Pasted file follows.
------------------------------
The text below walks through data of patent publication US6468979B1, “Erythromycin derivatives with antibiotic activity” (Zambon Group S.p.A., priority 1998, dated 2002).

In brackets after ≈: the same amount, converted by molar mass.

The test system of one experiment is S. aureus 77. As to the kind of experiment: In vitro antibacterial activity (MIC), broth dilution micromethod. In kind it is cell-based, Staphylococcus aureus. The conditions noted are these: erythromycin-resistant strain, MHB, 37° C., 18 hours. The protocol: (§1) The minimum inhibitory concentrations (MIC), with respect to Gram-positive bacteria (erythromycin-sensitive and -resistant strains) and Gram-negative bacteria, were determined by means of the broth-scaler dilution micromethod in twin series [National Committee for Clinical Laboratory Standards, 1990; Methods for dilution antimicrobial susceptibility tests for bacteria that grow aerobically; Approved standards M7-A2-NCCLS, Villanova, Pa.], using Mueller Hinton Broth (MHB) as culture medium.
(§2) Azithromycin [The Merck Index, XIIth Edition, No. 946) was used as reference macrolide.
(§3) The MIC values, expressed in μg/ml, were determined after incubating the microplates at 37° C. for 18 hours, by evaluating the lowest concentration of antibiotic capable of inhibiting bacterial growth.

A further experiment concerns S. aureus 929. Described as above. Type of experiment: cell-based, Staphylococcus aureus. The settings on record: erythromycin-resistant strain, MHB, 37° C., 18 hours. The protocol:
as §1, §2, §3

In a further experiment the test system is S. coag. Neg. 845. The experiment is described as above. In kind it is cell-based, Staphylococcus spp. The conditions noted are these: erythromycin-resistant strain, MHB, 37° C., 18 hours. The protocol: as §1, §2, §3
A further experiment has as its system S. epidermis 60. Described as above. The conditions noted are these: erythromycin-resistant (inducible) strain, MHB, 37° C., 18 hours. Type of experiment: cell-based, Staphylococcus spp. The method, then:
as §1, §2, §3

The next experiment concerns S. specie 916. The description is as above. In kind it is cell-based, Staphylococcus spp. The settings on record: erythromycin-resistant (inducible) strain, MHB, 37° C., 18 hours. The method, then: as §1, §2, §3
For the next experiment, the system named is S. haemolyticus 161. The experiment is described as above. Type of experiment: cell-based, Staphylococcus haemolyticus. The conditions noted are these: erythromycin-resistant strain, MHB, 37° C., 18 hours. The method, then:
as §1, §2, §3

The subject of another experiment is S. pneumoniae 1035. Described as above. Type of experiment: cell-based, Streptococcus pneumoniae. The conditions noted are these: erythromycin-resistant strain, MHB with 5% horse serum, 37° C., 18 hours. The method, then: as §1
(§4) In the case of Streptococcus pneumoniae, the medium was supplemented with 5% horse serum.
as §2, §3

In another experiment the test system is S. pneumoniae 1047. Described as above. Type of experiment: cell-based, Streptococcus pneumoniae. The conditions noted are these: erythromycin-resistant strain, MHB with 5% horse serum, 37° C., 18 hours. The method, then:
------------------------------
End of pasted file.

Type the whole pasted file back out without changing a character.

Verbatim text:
The text below walks through data of patent publication US6468979B1, “Erythromycin derivatives with antibiotic activity” (Zambon Group S.p.A., priority 1998, dated 2002).

In brackets after ≈: the same amount, converted by molar mass.

The test system of one experiment is S. aureus 77. As to the kind of experiment: In vitro antibacterial activity (MIC), broth dilution micromethod. In kind it is cell-based, Staphylococcus aureus. The conditions noted are these: erythromycin-resistant strain, MHB, 37° C., 18 hours. The protocol: (§1) The minimum inhibitory concentrations (MIC), with respect to Gram-positive bacteria (erythromycin-sensitive and -resistant strains) and Gram-negative bacteria, were determined by means of the broth-scaler dilution micromethod in twin series [National Committee for Clinical Laboratory Standards, 1990; Methods for dilution antimicrobial susceptibility tests for bacteria that grow aerobically; Approved standards M7-A2-NCCLS, Villanova, Pa.], using Mueller Hinton Broth (MHB) as culture medium.
(§2) Azithromycin [The Merck Index, XIIth Edition, No. 946) was used as reference macrolide.
(§3) The MIC values, expressed in μg/ml, were determined after incubating the microplates at 37° C. for 18 hours, by evaluating the lowest concentration of antibiotic capable of inhibiting bacterial growth.

A further experiment concerns S. aureus 929. Described as above. Type of experiment: cell-based, Staphylococcus aureus. The settings on record: erythromycin-resistant strain, MHB, 37° C., 18 hours. The protocol:
as §1, §2, §3

In a further experiment the test system is S. coag. Neg. 845. The experiment is described as above. In kind it is cell-based, Staphylococcus spp. The conditions noted are these: erythromycin-resistant strain, MHB, 37° C., 18 hours. The protocol: as §1, §2, §3
A further experiment has as its system S. epidermis 60. Described as above. The conditions noted are these: erythromycin-resistant (inducible) strain, MHB, 37° C., 18 hours. Type of experiment: cell-based, Staphylococcus spp. The method, then:
as §1, §2, §3

The next experiment concerns S. specie 916. The description is as above. In kind it is cell-based, Staphylococcus spp. The settings on record: erythromycin-resistant (inducible) strain, MHB, 37° C., 18 hours. The method, then: as §1, §2, §3
For the next experiment, the system named is S. haemolyticus 161. The experiment is described as above. Type of experiment: cell-based, Staphylococcus haemolyticus. The conditions noted are these: erythromycin-resistant strain, MHB, 37° C., 18 hours. The method, then:
as §1, §2, §3

The subject of another experiment is S. pneumoniae 1035. Described as above. Type of experiment: cell-based, Streptococcus pneumoniae. The conditions noted are these: erythromycin-resistant strain, MHB with 5% horse serum, 37° C., 18 hours. The method, then: as §1
(§4) In the case of Streptococcus pneumoniae, the medium was supplemented with 5% horse serum.
as §2, §3

In another experiment the test system is S. pneumoniae 1047. Described as above. Type of experiment: cell-based, Streptococcus pneumoniae. The conditions noted are these: erythromycin-resistant strain, MHB with 5% horse serum, 37° C., 18 hours. The method, then: